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I'm planning on recording portions of a live stream, which will then be saved to a server via a gigabit switch. The plan is to hook up several AP's to this gigabit switch, allowing wireless users to access the videos on the server.

I'm new to AP's, and I'm not even sure what AP's to look for - there seems to be a wide range from prices, from $100 to $1,000+. My main concern is the traffic. If 100 people access a AP that only has 300 MBPS, they are stuck with 3 MBPS, which may not be enough to view the video. How can I automatically detect when this happens, and switch the person to a different AP?

Is this something that a more expensive AP will provide?

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Actually, if 100 people connect to a 300Mbps AP, they will each get much less than 3Mbps. If they're all accessing streams at the same time, the AP will spend a significant fraction of its time switching between transmit and receive, switching between transmitting to different clients, and waiting for clients to stop transmitting, and channel efficiency will be very low. What's the total number of clients you're trying to serve? And what kind of physical space will they be distributed over? –  David Schwartz Oct 9 '12 at 23:00
    
Thank you for the clarification, I hadn't thought about all that. The total number of clients will be approx 1,000 - 2,000 fans - not all of them will be accessing the replays of course. The physical space will be approx. 1,000 feet (length) of obscured space. –  John Oct 10 '12 at 1:29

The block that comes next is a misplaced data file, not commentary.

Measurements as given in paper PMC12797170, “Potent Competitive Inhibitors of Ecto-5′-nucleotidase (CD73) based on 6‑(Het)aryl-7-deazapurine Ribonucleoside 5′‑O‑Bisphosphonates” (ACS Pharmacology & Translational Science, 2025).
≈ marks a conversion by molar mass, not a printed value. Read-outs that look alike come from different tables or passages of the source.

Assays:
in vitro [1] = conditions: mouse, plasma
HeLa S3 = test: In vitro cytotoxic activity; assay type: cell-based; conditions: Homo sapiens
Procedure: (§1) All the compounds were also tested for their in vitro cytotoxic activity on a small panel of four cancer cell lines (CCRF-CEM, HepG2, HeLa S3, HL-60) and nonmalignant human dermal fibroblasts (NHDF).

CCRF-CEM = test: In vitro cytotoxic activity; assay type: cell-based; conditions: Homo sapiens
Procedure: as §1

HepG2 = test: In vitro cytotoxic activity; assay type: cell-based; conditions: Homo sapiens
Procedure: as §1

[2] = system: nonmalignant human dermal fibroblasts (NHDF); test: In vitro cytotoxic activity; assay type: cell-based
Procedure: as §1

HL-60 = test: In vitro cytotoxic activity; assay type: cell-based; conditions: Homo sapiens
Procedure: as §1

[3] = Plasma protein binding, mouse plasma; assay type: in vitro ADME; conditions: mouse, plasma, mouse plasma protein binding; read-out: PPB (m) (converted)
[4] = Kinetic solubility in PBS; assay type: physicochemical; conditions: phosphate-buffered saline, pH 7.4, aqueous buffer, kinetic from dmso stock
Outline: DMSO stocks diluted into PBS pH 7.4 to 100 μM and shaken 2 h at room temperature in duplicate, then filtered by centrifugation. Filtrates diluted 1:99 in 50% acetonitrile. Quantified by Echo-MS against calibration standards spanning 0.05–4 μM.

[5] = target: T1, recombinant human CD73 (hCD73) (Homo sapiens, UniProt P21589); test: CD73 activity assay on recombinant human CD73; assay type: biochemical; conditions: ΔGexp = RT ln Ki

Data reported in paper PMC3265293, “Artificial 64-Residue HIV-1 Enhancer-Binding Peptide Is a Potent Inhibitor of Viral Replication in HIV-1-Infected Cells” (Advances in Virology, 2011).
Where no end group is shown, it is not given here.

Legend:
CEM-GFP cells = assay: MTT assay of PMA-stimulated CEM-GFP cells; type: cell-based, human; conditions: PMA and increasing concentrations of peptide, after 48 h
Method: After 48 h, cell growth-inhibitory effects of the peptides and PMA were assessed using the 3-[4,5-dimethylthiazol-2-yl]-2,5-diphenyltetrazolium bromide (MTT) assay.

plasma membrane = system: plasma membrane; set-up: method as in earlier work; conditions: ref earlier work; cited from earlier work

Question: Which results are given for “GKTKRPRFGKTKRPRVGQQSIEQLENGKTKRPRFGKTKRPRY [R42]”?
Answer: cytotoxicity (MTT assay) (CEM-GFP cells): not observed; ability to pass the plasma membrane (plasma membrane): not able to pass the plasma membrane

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You will need directional antennas so that you can re-use the same frequency in the same space. Most devices will only support 2.4GHz, and you will have some legacy and broken devices that slow down access for everyone else. This requires some sophisticated knowledge and you should definitely hire a qualified consultant. You can start with this Cisco white paper for an idea of how this is done. –  David Schwartz Oct 10 '12 at 9:14
    
@DavidSchwartz Thank you for the white paper, that provided a lot of excellent information. I'll look for a simpler solution for the time being, and hire a consultant when I'm ready for the big stuff! –  John Oct 10 '12 at 13:11
    
You may be able to get away with a small number of cheap access points, but you will really want directional antennas aimed across the coverage area so that you can re-use frequencies. Don't skimp on the antennas. –  David Schwartz Oct 10 '12 at 15:26
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